Deutsche Bank has become the latest “too big to fail” bank that is in trouble. First it was Italian banks led by Monte Paschi. As you read in our email a few weeks ago, Italian banks are up to their ears in bad debt on their books.
The London based Financial Times broke the story that bad loans in Italy represent 18% of all loans on the Italian banks’ books. The worst of these is Monte Paschi, the oldest Italian lender and third largest bank in Italy. It is in the middle of a “recapitalization effort” to sell off upwards of 28 billion euros in troubled non performing loans with the help of an Italian government guarantee.
Next Wells Fargo shocked the banking world when the respected, historical American institution (that also happens to be one of the five largest in the U.S.) acknowledged that it had opened over 2 million different unauthorized checking, savings, and credit card accounts to meet sales targets and goals. Fully 5,300 Wells Fargo employees were fired for the practices, and the bank got off light with $185 million in fines. This is chump change compared to the $2 billion class action lawsuit filed on behalf of current and former employees who were fired or demoted for not engaging in such deceitful and unethical banking practices.
Enter the latest major problem bank, Germany’s largest financial institution Deutsche Bank. The bank’s headlines over the last week ranged from an eyebrow raising “Deutsche Bank Denies that CEO John Cryan Has Asked Merkel for Support” to one reminiscent of the 2008 Financial Crisis with “Deutsche Bank Can Only Be Saved by the German Government.” This time a bank has run afoul of the U.S. Justice Department (as with Britain’s HSBC and France’s Societe Generale a few years ago).
The Justice Department has accused Deutsche Bank of underhanded and unethical tactics in its efforts to sell the famously doomed mortgage backed securities leading up to the 2008 financial crash. The U.S. government is recommending an incredible $14 billion fine for these practices. This amount is so large that the German government may be forced to pay the fine for its largest home based bank.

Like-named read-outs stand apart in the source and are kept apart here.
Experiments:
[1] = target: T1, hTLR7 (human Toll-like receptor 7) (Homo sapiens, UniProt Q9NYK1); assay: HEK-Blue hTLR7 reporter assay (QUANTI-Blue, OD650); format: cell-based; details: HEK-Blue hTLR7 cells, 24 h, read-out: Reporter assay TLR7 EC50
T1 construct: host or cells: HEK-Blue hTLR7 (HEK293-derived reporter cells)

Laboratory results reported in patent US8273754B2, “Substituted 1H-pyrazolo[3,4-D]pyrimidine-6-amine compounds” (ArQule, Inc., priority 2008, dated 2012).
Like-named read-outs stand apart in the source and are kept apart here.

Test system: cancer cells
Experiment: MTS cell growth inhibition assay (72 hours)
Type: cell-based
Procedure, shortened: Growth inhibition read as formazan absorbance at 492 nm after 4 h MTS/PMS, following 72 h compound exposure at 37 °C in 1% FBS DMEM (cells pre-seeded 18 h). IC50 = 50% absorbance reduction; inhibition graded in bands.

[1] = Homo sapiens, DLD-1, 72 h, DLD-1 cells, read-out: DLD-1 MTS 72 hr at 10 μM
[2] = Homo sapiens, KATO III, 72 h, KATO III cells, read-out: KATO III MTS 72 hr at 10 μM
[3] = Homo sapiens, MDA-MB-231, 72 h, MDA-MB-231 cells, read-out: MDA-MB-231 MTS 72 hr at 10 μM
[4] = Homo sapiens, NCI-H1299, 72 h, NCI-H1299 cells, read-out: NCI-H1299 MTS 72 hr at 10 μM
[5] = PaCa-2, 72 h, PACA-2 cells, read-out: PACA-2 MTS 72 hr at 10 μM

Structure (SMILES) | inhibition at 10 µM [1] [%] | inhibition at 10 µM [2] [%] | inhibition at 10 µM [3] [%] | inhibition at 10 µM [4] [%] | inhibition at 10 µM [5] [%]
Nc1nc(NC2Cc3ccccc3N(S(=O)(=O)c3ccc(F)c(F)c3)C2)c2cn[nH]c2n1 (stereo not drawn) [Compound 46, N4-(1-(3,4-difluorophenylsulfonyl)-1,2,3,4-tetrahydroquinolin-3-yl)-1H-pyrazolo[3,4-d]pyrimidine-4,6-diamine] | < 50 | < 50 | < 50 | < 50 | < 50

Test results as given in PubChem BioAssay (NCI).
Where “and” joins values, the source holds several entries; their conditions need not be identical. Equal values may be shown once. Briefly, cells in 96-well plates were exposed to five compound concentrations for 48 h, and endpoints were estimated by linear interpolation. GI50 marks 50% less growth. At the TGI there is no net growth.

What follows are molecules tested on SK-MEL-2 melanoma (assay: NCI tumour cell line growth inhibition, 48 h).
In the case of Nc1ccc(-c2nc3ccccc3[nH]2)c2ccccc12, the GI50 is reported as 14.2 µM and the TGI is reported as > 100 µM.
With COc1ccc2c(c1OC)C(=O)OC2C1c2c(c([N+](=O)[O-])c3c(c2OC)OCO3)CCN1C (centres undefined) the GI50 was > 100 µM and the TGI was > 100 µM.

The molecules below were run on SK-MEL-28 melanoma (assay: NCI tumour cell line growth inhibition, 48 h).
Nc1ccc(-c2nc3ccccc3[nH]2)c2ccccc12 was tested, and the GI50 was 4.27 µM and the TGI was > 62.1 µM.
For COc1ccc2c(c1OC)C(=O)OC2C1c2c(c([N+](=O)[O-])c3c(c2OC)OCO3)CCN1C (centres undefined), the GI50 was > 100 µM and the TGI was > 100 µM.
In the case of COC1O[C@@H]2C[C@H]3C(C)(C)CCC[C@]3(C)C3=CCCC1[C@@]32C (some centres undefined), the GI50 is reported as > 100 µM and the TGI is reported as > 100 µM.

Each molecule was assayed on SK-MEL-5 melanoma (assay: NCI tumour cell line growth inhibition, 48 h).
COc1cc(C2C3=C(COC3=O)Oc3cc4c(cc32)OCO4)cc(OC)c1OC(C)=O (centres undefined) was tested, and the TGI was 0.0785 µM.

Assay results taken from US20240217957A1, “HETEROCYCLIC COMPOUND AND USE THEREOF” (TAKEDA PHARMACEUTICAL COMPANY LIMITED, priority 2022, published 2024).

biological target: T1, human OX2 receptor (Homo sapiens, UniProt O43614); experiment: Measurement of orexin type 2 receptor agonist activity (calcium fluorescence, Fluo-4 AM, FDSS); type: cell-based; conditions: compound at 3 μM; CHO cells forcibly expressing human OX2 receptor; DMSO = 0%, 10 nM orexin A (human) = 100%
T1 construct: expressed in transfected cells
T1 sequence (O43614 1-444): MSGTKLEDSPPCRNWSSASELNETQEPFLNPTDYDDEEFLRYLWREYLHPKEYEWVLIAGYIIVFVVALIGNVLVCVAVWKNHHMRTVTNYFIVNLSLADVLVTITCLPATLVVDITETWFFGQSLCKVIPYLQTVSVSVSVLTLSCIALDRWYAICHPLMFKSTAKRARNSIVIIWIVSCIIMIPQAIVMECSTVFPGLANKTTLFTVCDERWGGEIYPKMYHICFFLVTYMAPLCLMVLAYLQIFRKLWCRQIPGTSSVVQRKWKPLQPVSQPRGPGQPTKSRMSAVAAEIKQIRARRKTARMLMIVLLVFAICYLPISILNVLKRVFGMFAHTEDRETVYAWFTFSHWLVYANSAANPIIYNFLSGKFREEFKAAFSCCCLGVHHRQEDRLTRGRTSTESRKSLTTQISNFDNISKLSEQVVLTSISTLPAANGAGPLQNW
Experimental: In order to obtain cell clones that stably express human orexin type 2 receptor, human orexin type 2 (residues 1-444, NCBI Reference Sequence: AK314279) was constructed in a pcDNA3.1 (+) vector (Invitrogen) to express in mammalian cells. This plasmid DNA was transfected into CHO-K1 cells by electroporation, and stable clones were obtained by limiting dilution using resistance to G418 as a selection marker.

It seems that the entire market cap of the largest German bank by assets has dropped over 50% in 2016 alone. It is now down to a paltry $16 billion. Obviously, this means the bank can not come up with the cash to front a $14 billion fine, or even one anywhere near this enormous amount. German analysts such as Stefan Müller of the Frankfurt based DGWA research firm claim that only a timely and “substantial intervention” from the German government will save the bank from a complete collapse.
You may wonder why the problems with litigation, fines, and lack of profitability of a bank in Europe should concern you personally. These major banks are all interconnected to each other by derivatives exposure to one another’s debt. If Deutsche Bank were to collapse, this would create major uncertainty and unknown amounts of counter party losses at the likes of such major institutions as Citibank, JPMorgan Chase, and Goldman Sachs. The pain of the last financial crisis should still be fresh enough in your mind to remember what happened after investment bank Lehman Brothers suddenly collapsed.
A bigger concern surrounds how large a bailout might be needed from the German government to contain the crisis. International Managing Partner Paul Gambles of MBMG believes the exposure could be larger than the resources of the entire German government. “If Deutsche Bank goes, it would take the German economy, the euro zone banking system, the euro zone economy, the Chinese banking system and the global economy with it,” he stated.
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